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Walmart wants lower property taxes, but the Kansas Supreme Court pushes back

Lynn Horsley
KCUR 89.3
Walmart argued to the Kansas Supreme Court that Johnson County overtaxed its 11 properties in 2016 and 2017.

In a unanimous decision, the court ruled the Kansas Board of Tax Appeals wrongly found Johnson County overtaxed Walmart's 11 properties there by tens of millions of dollars.

The Kansas Supreme Court on Friday dealt a blow to what’s known as dark story theory, an idea used by big box retailers to reduce their property taxes.

The decision reversed a previous ruling in favor of Walmart’s argument that its properties in Johnson County were overtaxed by tens of millions of dollars.

For now, the ruling effectively rejects the dark store theory big box retailers pursue to lower their tax rates. The theory says that big box stores should be valued as if they were an empty building, not an operating business.

The case has much larger implications beyond simply Walmart and Johnson County, because it could determine whether the dark store theory gains a foothold across Kansas.

In an unanimous decision, the court said the Kansas Board of Tax Appeals wrongly ruled in Walmart’s favor. The court said the board had disregarded evidence from Johnson County on how to value Walmart’s properties.

The court sent the cases back to the Board of Tax Appeals to fully reconsider the county’s evidence. However, it’s possible the board could again rule in Walmart’s favor.

“Though BOTA may reach the same result on remand, that decision must be based on its own determinations of the facts and witness credibility,” Justice Dan Biles said in the ruling.

Cities and counties in Kansas feared a ruling in Walmart’s favor would have opened the floodgates for other big box stores to recoup millions of dollars in property taxes. That may have ultimately led cities and counties to raise property taxes on residents to cover the shortfall in revenue.

John Goodyear of the League of Kansas Municipalities said a ruling in Walmart’s favor would allow other retailers to push for similar reductions.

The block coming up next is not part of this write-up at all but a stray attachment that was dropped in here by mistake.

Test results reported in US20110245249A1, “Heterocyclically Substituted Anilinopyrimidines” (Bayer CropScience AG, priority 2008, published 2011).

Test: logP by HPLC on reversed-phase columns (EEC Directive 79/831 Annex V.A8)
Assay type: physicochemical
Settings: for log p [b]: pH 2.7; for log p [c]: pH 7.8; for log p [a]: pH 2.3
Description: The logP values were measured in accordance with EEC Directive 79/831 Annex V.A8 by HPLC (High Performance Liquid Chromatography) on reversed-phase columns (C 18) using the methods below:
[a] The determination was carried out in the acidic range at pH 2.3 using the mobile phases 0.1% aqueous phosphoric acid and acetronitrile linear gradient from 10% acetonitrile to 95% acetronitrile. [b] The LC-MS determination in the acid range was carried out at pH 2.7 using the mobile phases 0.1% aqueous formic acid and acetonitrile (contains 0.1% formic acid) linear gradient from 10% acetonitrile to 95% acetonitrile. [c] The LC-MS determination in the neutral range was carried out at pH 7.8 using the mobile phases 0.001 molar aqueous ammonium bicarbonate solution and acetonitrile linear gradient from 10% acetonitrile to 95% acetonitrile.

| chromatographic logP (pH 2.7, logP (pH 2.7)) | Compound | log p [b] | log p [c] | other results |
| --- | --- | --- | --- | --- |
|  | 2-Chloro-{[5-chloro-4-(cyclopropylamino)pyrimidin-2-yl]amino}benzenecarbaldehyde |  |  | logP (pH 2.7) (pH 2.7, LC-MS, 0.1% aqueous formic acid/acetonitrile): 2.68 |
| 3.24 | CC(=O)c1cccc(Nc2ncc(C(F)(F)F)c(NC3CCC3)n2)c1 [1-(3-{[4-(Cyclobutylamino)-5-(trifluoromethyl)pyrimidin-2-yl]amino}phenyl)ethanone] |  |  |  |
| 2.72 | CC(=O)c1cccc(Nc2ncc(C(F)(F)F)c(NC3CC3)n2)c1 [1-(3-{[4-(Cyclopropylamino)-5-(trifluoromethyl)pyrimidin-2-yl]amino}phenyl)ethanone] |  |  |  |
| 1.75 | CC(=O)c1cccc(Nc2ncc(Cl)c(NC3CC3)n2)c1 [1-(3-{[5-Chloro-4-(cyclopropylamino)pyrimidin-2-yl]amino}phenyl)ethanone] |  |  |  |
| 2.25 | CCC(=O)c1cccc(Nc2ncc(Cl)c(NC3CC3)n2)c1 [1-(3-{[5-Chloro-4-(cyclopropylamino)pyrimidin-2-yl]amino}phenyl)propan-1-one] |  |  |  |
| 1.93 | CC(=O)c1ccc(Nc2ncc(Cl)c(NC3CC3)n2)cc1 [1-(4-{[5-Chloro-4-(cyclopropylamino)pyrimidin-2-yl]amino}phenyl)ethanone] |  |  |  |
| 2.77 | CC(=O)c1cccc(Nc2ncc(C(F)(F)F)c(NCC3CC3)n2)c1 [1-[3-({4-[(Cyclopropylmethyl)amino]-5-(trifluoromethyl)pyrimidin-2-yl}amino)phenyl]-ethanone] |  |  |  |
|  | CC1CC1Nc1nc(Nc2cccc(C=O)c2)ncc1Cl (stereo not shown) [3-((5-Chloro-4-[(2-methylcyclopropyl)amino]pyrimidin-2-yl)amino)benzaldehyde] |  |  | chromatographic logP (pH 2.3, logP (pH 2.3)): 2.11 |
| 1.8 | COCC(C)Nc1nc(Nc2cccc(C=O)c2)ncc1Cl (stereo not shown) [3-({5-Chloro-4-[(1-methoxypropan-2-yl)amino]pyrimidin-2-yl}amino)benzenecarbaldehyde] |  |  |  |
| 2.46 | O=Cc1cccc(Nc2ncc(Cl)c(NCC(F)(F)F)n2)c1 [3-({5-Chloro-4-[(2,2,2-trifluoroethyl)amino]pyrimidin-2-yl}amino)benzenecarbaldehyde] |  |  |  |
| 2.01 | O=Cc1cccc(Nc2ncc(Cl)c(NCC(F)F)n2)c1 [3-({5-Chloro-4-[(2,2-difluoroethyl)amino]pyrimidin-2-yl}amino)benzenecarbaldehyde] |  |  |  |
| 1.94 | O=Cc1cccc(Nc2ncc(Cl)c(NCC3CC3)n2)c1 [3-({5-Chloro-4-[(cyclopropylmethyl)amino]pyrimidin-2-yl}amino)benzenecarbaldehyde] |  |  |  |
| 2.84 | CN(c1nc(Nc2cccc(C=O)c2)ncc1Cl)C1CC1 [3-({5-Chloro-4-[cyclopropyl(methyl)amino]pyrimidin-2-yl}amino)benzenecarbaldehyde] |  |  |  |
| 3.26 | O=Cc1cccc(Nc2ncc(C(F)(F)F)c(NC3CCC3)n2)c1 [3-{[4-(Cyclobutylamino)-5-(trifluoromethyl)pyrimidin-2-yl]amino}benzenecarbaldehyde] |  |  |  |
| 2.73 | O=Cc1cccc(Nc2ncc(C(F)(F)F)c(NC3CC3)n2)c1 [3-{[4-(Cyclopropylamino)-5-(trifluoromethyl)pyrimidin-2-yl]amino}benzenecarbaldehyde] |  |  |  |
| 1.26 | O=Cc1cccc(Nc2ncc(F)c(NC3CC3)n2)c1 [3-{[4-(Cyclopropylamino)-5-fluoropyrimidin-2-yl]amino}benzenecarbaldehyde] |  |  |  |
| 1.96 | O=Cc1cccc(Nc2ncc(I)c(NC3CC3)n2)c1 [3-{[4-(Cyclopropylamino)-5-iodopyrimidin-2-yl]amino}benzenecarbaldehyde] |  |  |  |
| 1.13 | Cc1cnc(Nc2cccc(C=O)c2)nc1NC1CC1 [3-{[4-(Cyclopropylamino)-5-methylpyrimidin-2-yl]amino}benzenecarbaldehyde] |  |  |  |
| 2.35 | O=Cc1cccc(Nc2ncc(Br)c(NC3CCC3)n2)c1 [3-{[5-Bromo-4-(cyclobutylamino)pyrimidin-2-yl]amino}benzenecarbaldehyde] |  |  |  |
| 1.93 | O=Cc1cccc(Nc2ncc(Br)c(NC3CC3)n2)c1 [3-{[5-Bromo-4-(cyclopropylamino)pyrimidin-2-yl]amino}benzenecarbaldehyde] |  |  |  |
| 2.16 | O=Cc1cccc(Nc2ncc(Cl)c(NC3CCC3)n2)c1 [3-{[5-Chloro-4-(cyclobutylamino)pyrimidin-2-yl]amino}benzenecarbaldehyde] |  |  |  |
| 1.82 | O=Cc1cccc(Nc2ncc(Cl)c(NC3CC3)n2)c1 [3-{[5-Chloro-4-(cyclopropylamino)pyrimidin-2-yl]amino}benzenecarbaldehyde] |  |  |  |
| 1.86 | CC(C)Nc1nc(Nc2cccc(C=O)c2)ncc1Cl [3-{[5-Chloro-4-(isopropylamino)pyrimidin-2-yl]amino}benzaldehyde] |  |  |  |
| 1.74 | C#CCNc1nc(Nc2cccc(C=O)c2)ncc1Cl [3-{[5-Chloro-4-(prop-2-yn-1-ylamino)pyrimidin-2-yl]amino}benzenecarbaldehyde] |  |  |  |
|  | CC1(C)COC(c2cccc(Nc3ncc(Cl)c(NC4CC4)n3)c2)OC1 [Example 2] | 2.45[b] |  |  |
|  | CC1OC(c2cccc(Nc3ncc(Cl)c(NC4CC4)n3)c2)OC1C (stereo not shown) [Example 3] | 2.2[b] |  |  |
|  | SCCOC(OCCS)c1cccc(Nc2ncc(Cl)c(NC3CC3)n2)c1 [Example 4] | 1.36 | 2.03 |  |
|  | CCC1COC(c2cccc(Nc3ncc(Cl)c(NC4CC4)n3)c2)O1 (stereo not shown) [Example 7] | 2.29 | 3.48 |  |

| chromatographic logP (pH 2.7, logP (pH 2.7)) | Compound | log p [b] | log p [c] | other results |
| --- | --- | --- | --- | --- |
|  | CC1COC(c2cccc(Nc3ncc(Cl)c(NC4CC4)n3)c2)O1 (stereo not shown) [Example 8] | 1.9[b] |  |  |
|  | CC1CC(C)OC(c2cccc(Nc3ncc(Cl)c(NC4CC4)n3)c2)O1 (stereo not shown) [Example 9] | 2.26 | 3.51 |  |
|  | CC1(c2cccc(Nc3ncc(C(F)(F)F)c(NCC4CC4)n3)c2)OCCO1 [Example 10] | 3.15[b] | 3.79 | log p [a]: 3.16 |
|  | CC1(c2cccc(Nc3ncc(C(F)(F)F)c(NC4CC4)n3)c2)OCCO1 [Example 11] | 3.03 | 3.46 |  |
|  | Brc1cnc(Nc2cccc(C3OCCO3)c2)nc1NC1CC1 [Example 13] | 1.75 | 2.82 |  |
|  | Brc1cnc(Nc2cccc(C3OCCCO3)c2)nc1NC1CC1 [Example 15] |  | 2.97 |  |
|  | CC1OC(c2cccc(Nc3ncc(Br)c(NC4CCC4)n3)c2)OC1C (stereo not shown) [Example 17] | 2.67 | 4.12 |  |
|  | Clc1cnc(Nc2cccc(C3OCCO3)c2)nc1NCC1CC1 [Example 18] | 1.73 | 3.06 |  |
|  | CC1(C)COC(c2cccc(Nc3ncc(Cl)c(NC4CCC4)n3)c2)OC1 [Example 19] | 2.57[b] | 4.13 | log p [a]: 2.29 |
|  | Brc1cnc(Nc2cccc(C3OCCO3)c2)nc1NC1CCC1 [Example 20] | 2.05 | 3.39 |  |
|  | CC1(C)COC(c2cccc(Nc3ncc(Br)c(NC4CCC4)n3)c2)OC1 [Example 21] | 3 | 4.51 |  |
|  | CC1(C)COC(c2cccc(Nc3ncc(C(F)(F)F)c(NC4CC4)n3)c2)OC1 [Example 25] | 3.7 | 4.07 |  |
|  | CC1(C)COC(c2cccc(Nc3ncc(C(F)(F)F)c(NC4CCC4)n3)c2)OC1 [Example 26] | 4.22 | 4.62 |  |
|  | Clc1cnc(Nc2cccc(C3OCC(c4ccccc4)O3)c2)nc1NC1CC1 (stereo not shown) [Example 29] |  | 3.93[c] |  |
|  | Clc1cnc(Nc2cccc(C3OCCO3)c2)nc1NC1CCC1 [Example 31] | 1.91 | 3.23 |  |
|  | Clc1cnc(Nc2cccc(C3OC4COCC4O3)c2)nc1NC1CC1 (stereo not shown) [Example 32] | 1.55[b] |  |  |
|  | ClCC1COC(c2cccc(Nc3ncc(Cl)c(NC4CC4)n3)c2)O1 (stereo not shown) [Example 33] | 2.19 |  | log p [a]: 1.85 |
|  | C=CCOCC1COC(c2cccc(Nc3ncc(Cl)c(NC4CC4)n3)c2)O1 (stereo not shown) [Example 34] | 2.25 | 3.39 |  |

“The fear is that this will spread to any community where there is a single-tenant big box retail store,” Goodyear said before the decision was issued.

The dark store theory argues that property owned by large retailers should be valued as if it were a vacant building ready to be sold. Attorneys for the retailers compare it to the sale of a home, where a buyer does not consider the financial well-being of the seller to decide the value of the property.

Walmart made that argument before the Kansas Board of Tax Appeals. The panel agreed and said the company’s 11 Johnson County stores were overtaxed by roughly $60 million in both 2016 and 2017.

Johnson County appealed that decision. Ryan Carpenter, an attorney for the county, told the Supreme Court that the board misapplied the law. He argued the dark store theory does not tax big retailers on their fair market value. That’s how other properties are taxed.

County and city officials feared the theory could lead to huge drops in tax revenues. Other retailers like Targets, CVS, Walgreens and Bass Pro won similar tax appeals cases against Johnson County before.

"This could be like a tsunami," Johnson County Commissioner Becky Fast said in 2019. "It's just one after another."

Dylan Lysen reports on politics for the Kansas News Service. You can follow him on Twitter @DylanLysen or email him at dlysen (at) kcur (dot) org.

The Kansas News Service is a collaboration of KCUR, Kansas Public Radio, KMUW and High Plains Public Radio focused on health, the social determinants of health and their connection to public policy. 

Kansas News Service stories and photos may be republished by news media at no cost with proper attribution and a link to ksnewsservice.org.

As the Kansas social services and criminal justice reporter, I want to inform our audience about how the state government wants to help its residents and keep their communities safe. Sometimes that means I follow developments in the Legislature and explain how lawmakers alter laws and services of the state government. Other times, it means questioning the effectiveness of state programs and law enforcement methods. And most importantly, it includes making sure the voices of everyday Kansans are heard. You can reach me at dlysen@kcur.org, 816-235-8027 or on Threads, @DylanLysen.
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